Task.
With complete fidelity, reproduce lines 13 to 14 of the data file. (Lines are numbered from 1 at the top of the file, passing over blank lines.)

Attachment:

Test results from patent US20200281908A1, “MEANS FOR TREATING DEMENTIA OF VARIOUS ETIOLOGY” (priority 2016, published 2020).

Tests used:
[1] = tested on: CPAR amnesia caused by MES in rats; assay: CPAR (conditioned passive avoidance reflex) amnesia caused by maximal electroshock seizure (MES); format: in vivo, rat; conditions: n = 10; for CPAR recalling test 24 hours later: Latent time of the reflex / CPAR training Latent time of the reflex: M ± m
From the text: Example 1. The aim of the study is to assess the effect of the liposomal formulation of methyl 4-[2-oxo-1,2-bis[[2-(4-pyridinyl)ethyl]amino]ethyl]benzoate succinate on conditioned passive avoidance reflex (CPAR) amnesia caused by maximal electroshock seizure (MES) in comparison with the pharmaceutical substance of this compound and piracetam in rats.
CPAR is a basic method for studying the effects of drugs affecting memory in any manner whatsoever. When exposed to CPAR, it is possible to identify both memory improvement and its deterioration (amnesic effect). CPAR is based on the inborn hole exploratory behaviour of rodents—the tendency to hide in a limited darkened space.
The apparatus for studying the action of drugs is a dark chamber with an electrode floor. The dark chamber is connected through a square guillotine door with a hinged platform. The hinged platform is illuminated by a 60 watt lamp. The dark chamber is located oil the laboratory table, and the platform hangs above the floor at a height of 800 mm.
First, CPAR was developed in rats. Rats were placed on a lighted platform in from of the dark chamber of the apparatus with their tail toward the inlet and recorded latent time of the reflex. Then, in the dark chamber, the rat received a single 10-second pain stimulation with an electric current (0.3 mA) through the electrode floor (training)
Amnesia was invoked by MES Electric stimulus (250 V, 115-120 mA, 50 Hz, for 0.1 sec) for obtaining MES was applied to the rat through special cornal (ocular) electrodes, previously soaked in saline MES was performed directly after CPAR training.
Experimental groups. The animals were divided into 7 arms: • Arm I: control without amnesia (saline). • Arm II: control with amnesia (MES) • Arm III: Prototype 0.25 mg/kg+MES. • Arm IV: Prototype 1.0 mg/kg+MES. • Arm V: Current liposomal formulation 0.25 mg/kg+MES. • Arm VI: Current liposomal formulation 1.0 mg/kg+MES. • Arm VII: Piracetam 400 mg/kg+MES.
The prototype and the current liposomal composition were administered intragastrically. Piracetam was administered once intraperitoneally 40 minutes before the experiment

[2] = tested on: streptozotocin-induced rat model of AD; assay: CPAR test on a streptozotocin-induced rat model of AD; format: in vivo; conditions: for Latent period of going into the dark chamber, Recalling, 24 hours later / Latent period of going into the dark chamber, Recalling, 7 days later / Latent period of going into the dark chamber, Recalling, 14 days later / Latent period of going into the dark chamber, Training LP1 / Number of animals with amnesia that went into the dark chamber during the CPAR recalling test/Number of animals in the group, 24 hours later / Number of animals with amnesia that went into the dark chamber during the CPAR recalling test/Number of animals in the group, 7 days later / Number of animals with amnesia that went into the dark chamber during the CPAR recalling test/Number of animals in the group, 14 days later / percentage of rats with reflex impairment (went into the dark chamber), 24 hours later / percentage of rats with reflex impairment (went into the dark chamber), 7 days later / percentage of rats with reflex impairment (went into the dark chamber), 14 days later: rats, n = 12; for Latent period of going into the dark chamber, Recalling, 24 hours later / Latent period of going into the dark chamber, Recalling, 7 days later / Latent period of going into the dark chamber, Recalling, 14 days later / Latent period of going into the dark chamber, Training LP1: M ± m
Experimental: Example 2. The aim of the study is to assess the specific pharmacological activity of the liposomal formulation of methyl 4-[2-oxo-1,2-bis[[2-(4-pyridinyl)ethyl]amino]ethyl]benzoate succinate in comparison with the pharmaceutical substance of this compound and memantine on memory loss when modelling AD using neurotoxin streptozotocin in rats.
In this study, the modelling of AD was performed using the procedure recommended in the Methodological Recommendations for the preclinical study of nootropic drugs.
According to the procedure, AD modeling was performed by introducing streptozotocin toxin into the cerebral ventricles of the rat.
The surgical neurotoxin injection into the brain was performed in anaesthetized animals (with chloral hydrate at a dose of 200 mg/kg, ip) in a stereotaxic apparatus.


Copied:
In this study, the modelling of AD was performed using the procedure recommended in the Methodological Recommendations for the preclinical study of nootropic drugs.
According to the procedure, AD modeling was performed by introducing streptozotocin toxin into the cerebral ventricles of the rat.